You should wait at least one week before driving after surgery. The effects of anaesthetic and surgery can affect judgment and reflexes during the first week following your surgery. Your surgeon will provide more specifics for your particular situation.

When can I resume exercise?

Your doctor will instruct you about post-treatment exercises – the type and the duration to be followed. You may be referred to a physical therapist to help with strengthening and range of motion exercises following surgery.

How do I contact after hours?

There will be a point of contact 24 hours a day for any concerns you may have. You will be provided with contact details following your treatment.

What is Arthroscopy?

Arthroscopy is a surgical procedure during which the internal structure of a joint is examined for diagnosis and treatment of problems inside the joint.

What conditions are treated with arthroscopic surgery?

Arthroscopic examination of joints is helpful in diagnosis and treatment of the following conditions:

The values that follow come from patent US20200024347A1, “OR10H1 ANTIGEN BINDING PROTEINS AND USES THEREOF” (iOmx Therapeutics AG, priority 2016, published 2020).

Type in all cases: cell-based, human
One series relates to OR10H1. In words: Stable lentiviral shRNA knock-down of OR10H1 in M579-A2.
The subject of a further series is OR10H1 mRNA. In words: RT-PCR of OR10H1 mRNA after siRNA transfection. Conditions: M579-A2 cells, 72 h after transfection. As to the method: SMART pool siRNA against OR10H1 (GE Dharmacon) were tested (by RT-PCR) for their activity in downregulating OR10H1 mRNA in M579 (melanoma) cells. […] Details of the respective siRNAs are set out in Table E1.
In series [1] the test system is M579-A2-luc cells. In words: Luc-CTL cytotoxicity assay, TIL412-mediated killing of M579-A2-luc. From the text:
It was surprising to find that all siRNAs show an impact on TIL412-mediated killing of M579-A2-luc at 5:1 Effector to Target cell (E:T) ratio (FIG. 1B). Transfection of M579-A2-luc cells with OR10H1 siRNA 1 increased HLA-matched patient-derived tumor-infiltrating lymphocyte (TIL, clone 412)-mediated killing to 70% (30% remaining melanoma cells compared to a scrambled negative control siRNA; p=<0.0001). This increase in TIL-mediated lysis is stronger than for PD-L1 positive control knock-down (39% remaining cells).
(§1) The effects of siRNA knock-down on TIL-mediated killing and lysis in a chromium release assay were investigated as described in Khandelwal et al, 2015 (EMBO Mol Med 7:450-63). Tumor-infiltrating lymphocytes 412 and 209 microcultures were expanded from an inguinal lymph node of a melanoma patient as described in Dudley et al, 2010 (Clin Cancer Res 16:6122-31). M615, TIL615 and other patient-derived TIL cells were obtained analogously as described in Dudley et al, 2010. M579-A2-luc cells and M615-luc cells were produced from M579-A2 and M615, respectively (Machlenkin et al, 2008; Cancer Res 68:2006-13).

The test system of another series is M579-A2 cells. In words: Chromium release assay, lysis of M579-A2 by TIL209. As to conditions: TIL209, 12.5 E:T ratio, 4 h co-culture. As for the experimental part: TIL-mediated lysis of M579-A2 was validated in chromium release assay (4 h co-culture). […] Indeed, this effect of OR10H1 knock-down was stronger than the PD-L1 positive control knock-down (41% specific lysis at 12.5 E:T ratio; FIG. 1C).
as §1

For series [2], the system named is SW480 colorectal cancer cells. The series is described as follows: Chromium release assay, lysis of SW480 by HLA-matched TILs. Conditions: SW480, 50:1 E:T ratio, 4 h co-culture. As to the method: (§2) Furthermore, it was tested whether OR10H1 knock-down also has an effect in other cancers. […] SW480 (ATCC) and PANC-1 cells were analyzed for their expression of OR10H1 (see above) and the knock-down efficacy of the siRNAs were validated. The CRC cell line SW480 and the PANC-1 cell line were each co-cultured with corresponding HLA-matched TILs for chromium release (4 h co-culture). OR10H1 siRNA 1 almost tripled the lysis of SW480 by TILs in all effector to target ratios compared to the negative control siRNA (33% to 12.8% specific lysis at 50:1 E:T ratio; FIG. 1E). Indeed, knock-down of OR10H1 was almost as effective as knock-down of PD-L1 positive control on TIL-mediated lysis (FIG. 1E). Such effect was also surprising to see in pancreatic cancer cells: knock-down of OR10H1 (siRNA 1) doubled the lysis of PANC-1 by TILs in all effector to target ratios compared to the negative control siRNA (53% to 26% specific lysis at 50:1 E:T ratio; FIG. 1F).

• Inflammation: Synovitis, the inflammation of the lining of the kneeshoulder, elbow, wrist, or ankle.
  • Acute or chronic injury: Injuries to the shoulder, knee and wrist joint such as cartilage tears, tendon tears, carpal tunnel syndrome.
  • Osteoarthritis: A type of arthritis caused by cartilage loss in a joint.
  • Removal of loose bodies of bone or cartilage that becomes logged within the joint.

How is arthroscopy performed?

During arthroscopic surgery, either a general, spinal, or a local anesthesia will be given depending on the condition. A small incision of the size of a buttonhole is made through which the arthroscope is inserted. Other accessory incisions will be made through which specially designed instruments are inserted. After the procedure is completed, arthroscope is removed, and incisions are closed.

What are the possible complications associated with arthroscopy?

Some of the possible complications after arthroscopy include infection, phlebitis (clotting of blood in vein), excessive swelling, bleeding, blood vessel, or nerve damage and instrument breakage.

What is the recovery process after arthroscopic surgery?

It may take several weeks for the puncture wounds to heal and the joint to recover completely. A rehabilitation program may be advised for a speedy recovery of normal joint function. You can resume normal activities and go back to work within a few days. You may be instructed about the incision care, activities to be avoided, and exercises to be performed for faster recovery.

Will physical therapy be required after surgery?